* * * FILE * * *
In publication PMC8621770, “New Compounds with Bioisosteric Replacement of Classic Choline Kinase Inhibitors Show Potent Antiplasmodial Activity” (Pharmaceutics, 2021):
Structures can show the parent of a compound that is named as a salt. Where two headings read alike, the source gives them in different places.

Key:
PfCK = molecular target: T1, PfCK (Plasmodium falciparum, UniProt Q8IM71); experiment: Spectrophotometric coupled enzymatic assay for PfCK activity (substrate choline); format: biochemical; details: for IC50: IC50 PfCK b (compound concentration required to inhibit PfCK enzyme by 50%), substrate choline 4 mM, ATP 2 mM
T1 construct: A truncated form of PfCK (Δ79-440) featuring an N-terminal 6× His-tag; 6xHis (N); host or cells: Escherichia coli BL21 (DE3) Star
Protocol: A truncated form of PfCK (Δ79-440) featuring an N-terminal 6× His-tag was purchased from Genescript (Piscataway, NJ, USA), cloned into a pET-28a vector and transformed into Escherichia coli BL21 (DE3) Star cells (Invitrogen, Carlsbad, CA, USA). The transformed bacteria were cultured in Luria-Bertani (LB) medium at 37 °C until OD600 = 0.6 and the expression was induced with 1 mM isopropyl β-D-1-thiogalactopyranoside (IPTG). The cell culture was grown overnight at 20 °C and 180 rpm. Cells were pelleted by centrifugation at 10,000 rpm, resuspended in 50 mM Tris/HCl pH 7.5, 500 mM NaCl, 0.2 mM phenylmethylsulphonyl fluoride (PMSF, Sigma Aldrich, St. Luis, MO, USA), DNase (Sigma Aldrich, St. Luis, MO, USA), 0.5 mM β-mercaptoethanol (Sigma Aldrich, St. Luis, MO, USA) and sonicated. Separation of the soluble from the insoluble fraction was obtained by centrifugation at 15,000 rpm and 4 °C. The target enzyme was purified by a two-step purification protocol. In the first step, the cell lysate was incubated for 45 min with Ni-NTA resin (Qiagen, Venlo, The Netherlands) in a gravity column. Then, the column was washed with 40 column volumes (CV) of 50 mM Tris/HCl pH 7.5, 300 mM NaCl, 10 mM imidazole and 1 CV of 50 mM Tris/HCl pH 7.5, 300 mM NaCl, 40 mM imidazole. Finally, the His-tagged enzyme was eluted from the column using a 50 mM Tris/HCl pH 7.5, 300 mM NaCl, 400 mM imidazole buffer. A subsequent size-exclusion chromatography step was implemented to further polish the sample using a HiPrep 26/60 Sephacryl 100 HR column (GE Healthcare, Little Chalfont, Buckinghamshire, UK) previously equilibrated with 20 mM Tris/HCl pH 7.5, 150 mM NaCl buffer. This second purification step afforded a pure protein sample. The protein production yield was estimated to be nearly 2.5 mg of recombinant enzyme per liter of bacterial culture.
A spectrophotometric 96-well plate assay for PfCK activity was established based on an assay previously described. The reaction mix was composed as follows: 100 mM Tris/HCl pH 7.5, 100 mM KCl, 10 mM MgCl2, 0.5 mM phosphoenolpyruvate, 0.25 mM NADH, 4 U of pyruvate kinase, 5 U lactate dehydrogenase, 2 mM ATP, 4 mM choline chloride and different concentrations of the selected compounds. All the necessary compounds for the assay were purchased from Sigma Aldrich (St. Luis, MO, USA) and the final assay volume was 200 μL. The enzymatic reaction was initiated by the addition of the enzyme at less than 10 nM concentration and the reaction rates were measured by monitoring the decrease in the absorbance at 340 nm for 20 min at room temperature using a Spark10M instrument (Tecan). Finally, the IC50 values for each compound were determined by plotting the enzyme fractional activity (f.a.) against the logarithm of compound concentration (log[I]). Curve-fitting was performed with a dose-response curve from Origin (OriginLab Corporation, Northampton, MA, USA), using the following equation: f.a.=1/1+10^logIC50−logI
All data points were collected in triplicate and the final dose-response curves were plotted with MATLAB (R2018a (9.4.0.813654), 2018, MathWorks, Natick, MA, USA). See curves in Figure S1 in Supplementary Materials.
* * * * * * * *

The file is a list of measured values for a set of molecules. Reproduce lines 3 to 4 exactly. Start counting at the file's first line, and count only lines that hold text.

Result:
Key:
PfCK = molecular target: T1, PfCK (Plasmodium falciparum, UniProt Q8IM71); experiment: Spectrophotometric coupled enzymatic assay for PfCK activity (substrate choline); format: biochemical; details: for IC50: IC50 PfCK b (compound concentration required to inhibit PfCK enzyme by 50%), substrate choline 4 mM, ATP 2 mM